There are a few symptoms of bad air governor that you need to keep an eye out for.
But before we proceed to this topic, you may be wondering how your air governor even works. This will give you a better understanding of its operation and what can go wrong at times.
So, to learn more about this component and what you should do to ensure its performance, keep reading to gain an understanding of this essential portion of your vehicle. Let’s get started.
Symptoms Of Bad Air Governor
Basically, your air governor functions by utilizing compressed air instead of hydraulic fluid. The compressed air used by the system originates from an engine-mounted type of compressor. Then, this part pumps air through your air lines and then to your storage air tanks. This is where it is kept until needed by your truck.
Because of this function, you can expect to get ample supply of air when there is a need to hit your emergency brakes.
It is also important to note that your discharge lines are a key component, and this helps your oil vapor, water vapor, and air mixtures to get cooler between your air dryer and compressor. With this in mind, you may be wondering about the length of time for the semi-truck to produce air pressure.
For the most part, it can take about 45 seconds or quicker for air compressors to obtain adequate pressure buildup that ranges from 80 up to 135 PSI. But with the differences in every vehicle, it is still important to determine what is the desirable air pressure that your truck needs.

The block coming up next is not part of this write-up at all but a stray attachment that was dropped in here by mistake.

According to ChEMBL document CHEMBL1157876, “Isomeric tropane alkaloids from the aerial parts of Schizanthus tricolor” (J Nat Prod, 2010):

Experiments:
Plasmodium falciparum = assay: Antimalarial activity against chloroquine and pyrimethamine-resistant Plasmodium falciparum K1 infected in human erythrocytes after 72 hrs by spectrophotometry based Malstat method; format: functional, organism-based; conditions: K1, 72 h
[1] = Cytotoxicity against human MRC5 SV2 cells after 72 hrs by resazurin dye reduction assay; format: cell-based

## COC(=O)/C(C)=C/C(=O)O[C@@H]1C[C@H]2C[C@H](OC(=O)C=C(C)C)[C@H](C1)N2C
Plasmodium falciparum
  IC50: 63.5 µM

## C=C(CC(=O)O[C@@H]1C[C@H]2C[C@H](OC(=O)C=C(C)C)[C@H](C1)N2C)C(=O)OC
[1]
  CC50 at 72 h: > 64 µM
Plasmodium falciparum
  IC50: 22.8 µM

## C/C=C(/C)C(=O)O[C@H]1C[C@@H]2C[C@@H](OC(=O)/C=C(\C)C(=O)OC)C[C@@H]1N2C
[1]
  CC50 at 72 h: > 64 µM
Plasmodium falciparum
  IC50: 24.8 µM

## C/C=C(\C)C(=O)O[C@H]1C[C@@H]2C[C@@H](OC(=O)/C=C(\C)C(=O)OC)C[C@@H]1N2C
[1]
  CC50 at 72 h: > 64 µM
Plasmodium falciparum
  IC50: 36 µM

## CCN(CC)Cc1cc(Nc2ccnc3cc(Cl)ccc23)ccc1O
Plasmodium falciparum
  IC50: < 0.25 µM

And this brings you to an important question – why do some trucks fail to build pressure. When your truck is not building ample pressure, it can be caused by a stuck unloader valve. But if there is too much pressure, and yet it does not kick in your compressor, your air governor is to blame.
You may also want to inspect for possible leaks, as well as your service and emergency lines. These are common components that may experience some issues, which you need to pay close attention to.
Your truck’s unloader valve is an essential component for your air brake system. This releases air that is trapped on the inside part of your tank. So, because of this component, it is possible for your motor to restart after every cycle.
But not many people are aware of the issues that can arise with the unloader valve. In fact, it is quite common, particularly for EGR trucks. The reason for this is that such trucks typically generate far too much carbon. Then, this component builds up onto the valves.
Thankfully, you should be able to fix this concern temporarily. It only takes a few steps to make it happen. You can begin by opening your hood and then locating your unloader valve. Afterwards, tap on this component using a hammer as this allows your truck to generate ample air required for the next stop.
You may have to wait for a few minutes before air pressure can accumulate. Then, you should be able to start your vehicle and drive it to the closest destination.